Human Rights Watch found that Ukrainian troops have been using scatter mines. The anti-personnel weapons are internationally banned, including by Kiev, because of their devastating impact on civilians.
HRW uncovered several instances where Ukraine used anti-personnel scatter mines. The human rights monitoring group first made the allegation in a January report, but a press release issued on Friday says more evidence was found recently.
The evidence suggests Ukrainian forces fired rockets carrying thousands of PFM-1 anti-personnel mines, also called “petal” or “butterfly” mines, according to the press release. The submunitions are pressure-activated, meaning they linger on the ground until someone steps on or drives over them.
HRW “verified 11 civilian casualties from the mines, including one death and multiple amputations of lower legs, based on interviews with victims and their family members,” the organization said.
Russia has also used anti-personnel weapons. However, unlike Moscow, Kiev has ratified an international treaty outlawing their use. The Ukrainian government responded to the HRW report by saying it will “study” the claims, but maintained that it has a right to self-defense.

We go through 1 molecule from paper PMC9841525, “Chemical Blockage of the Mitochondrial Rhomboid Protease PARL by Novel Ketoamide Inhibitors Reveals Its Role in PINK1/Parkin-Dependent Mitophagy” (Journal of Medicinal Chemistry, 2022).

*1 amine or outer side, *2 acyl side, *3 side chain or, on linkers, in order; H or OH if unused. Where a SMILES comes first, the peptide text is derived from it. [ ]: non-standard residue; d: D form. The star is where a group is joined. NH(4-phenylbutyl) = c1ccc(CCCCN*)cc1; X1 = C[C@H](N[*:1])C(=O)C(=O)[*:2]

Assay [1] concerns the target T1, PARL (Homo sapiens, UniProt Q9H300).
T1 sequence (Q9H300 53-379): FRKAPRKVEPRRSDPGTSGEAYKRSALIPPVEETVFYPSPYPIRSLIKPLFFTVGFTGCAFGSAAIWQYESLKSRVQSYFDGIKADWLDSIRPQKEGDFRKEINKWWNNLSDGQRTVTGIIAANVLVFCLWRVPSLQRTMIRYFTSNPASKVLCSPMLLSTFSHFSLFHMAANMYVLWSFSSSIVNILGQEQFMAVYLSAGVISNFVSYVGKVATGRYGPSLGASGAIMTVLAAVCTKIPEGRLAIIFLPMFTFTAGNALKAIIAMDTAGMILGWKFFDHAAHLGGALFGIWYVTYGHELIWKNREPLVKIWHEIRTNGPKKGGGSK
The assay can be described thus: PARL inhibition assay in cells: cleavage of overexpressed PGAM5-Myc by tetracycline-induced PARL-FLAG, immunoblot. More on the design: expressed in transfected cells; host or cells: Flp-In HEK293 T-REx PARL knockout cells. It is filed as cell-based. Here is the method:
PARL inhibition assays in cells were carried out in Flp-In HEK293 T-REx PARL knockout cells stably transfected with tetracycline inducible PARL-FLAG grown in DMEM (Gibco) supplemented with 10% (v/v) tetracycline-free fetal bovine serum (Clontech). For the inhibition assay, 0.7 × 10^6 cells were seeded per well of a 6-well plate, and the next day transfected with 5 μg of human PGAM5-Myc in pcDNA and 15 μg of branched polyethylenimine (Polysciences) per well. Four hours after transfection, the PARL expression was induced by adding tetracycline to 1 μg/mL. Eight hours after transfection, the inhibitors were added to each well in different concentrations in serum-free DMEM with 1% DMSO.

Additionally, Washington is close to approving the transfer of cluster bombs to Kiev. Like scatter mines, the submunitions dropped by cluster bombs are likely remain on the ground well after the war ends, posing a threat to civilians for years to come.
There is also an international treaty outlawing cluster bombs, signed by around 120 nations, though the US, Russia and Ukraine are not parties to the agreement. Both Moscow and Kiev have used cluster bombs on the Ukrainian battlefield.